*Better way to evaluate sleep disorders*

Researchers say the technique is less expensive and invasive than current polysomnography (PSG) technology.

Sleep disorder (photo credit: INGIMAGE)
Sleep disorder
(photo credit: INGIMAGE)
A “groundbreaking approach” approach to determine sleep quality using the innovation of “breath-sound analysis” (BSA) has been developed by Ben-Gurion University of the Negev researchers.
They say the technique less expensive and invasive than current polysomnography (PSG) technology. Their study was published recently in PLOS One Online.
“One of the main goals of sleep medicine today is to improve early diagnosis and treatment of the ‘flood’ of subjects presenting with sleep disorders,” said Prof. Yaniv Zigel, head of the biomedical signal processing research lab in BGU’s biomedical engineering department.
“We’ve developed a non-contact ‘breathing sound analysis’ algorithm that provides a reliable estimation of whole-night sleep evaluation for detection of sleep quality, snoring severity and obstructive sleep apnea [OSA].
It has the potential to reduce the cost and management of sleep disorders compared to PSG, the current standard of treatment, and could be used at home.”
PSG requires a full night’s stay in a sleep center. Subjects are connected to numerous electrodes and sensors that are attached to the patient to acquire signals and data from electroencephalography (EEG), electrooculography (EOG), electromyography (EMG) and electrocardiography (ECG) tests. The data is processed and visually examined or mathematically transformed manually in order to reveal insights about sleep/wake states and many aspects of physiology.
“This procedure is time consuming, tedious and costly due to complexity and the need for technical expertise; the market is begging for a better solution,” said Eliran Dafna, who conducted this study as part of his doctoral research.
In the study, the researchers measured whole-night breathing sounds from 150 patients using both ambient microphones and PSG simultaneously at a sleep laboratory.
The system was trained on 80 subjects and a validation study was blindly performed on the additional 70 subjects. A set of acoustic features quantifying breathing patterns was developed to distinguish between sleep and wake segments. Sleep-quality parameters were calculated based on the sleep/wake classifications and compared with PSG for validity.
When comparing sleep quality parameters, there were only minor average differences in the measurements between PSG and BSA. Measuring 150,000 individual time segments (epochs), the BSA epoch-by-epoch accuracy rate for the validation study was 83.3 percent with 92.2% sensitivity measuring sleep as sleep.
“The results showed that sleep/wake activity and sleep quality parameters can be reliably estimated solely using breathing sound analysis,” said Prof. Ariel Tarasiuk of BGU’s physiology department and head of the sleepwake disorders unit at Soroka University Medical Center.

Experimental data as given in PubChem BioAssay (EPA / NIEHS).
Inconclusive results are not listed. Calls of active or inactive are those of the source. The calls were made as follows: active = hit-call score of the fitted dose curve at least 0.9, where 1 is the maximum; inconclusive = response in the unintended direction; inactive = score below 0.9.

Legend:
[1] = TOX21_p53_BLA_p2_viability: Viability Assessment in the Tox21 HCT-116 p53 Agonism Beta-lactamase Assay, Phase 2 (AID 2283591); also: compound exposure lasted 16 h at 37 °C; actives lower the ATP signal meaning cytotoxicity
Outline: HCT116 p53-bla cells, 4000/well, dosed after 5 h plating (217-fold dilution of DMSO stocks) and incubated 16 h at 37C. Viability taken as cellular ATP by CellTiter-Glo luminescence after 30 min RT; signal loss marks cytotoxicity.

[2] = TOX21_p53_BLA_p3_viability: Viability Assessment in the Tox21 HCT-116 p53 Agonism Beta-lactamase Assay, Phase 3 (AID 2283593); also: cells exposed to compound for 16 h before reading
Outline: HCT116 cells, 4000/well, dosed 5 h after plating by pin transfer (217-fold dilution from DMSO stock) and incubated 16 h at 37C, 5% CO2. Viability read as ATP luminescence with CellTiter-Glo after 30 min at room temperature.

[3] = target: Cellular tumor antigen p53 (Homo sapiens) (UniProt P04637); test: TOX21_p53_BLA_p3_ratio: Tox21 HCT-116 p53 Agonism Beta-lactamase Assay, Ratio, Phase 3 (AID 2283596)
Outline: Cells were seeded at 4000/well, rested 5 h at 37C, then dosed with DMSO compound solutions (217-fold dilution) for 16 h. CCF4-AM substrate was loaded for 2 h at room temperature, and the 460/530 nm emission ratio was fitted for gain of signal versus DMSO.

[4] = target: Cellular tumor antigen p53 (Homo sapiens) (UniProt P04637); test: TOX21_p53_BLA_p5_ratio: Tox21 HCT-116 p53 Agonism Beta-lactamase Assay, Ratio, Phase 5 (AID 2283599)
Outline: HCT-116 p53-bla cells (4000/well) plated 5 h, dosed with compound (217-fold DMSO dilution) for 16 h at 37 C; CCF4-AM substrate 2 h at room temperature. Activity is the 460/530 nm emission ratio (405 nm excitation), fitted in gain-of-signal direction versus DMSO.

“This study highlights the potential of this innovative approach to measure sleep in research and clinical circumstances. Clearly, the transition of this technology to at-home sleep evaluation depends on third-party reimbursements for the use of home study equipment.”
Healthy young adults who don’t consume caffeine regularly experienced greater rise in resting blood pressure after consumption of a commercially available energy drink – compared to a placebo drink – thus raising the concern that energy drinks may increase the risk of cardiac events, Mayo Clinic researchers found.
Results of the study will be presented Saturday, March 14, at the American College of Cardiology’s 64th Annual Scientific Session in San Diego.
In this study, researchers alternately gave a can of a commercially available energy drink or a placebo drink to 25 healthy young adults, age 19 to 40, and assessed changes in heart rate and blood pressure. Blood pressure and heart rate were recorded before and 30 minutes after energy drink/placebo drink consumption, and were also compared between caffeine-naïve participants (those consuming less than 160 mg of caffeine per day, the amount frequently found in a cup of coffee) and regular caffeine users (those consuming more than 160 mg of caffeine per day).
Participants experienced a marked rise in blood pressure after consuming the energy drink as compared to the placebo. The effect was most dramatic in people who did not typically consume much caffeine, researchers found. Overall, the blood pressure increase was more than doubled in caffeine naïve adults after consuming the energy drink vs. placebo, they found.
“We know that energy drink consumption is widespread and rising among young people. Concerns about the health safety of energy drinks have been raised. We and others have previously shown that energy drinks increase blood pressure,” says lead author Anna Svatikova, MD, PhD, cardiovascular diseases fellow at the Mayo Clinic. “Now we are seeing that for those not used to caffeine, the concern may be even greater. Consumers should use caution when using energy drinks because they may increase the risk of cardiovascular problems, even among young people.”